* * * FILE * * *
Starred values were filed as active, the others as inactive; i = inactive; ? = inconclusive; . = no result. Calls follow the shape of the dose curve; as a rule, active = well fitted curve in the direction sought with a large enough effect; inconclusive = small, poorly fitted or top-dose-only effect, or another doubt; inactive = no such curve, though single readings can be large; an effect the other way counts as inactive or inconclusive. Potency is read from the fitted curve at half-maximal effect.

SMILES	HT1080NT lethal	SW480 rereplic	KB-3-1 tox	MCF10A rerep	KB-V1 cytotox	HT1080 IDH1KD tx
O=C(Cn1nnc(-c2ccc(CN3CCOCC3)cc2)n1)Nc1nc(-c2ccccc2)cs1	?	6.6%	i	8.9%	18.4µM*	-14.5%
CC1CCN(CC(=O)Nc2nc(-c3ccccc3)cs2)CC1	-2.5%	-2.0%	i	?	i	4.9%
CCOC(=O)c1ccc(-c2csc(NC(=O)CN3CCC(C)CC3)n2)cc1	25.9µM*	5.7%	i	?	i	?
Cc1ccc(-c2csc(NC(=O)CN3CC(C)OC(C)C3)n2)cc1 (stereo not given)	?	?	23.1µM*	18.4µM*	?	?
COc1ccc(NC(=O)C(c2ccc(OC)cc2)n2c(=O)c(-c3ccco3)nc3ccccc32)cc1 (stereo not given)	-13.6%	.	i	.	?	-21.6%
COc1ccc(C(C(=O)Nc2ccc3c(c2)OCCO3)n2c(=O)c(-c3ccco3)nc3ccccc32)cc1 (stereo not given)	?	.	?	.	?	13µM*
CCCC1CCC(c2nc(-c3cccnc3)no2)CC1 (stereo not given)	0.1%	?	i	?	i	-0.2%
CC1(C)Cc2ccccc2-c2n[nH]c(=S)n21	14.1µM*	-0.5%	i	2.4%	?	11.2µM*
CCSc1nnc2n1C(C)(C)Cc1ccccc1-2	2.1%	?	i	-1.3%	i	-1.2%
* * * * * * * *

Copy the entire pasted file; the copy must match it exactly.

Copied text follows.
Starred values were filed as active, the others as inactive; i = inactive; ? = inconclusive; . = no result. Calls follow the shape of the dose curve; as a rule, active = well fitted curve in the direction sought with a large enough effect; inconclusive = small, poorly fitted or top-dose-only effect, or another doubt; inactive = no such curve, though single readings can be large; an effect the other way counts as inactive or inconclusive. Potency is read from the fitted curve at half-maximal effect.

SMILES	HT1080NT lethal	SW480 rereplic	KB-3-1 tox	MCF10A rerep	KB-V1 cytotox	HT1080 IDH1KD tx
O=C(Cn1nnc(-c2ccc(CN3CCOCC3)cc2)n1)Nc1nc(-c2ccccc2)cs1	?	6.6%	i	8.9%	18.4µM*	-14.5%
CC1CCN(CC(=O)Nc2nc(-c3ccccc3)cs2)CC1	-2.5%	-2.0%	i	?	i	4.9%
CCOC(=O)c1ccc(-c2csc(NC(=O)CN3CCC(C)CC3)n2)cc1	25.9µM*	5.7%	i	?	i	?
Cc1ccc(-c2csc(NC(=O)CN3CC(C)OC(C)C3)n2)cc1 (stereo not given)	?	?	23.1µM*	18.4µM*	?	?
COc1ccc(NC(=O)C(c2ccc(OC)cc2)n2c(=O)c(-c3ccco3)nc3ccccc32)cc1 (stereo not given)	-13.6%	.	i	.	?	-21.6%
COc1ccc(C(C(=O)Nc2ccc3c(c2)OCCO3)n2c(=O)c(-c3ccco3)nc3ccccc32)cc1 (stereo not given)	?	.	?	.	?	13µM*
CCCC1CCC(c2nc(-c3cccnc3)no2)CC1 (stereo not given)	0.1%	?	i	?	i	-0.2%
CC1(C)Cc2ccccc2-c2n[nH]c(=S)n21	14.1µM*	-0.5%	i	2.4%	?	11.2µM*
CCSc1nnc2n1C(C)(C)Cc1ccccc1-2	2.1%	?	i	-1.3%	i	-1.2%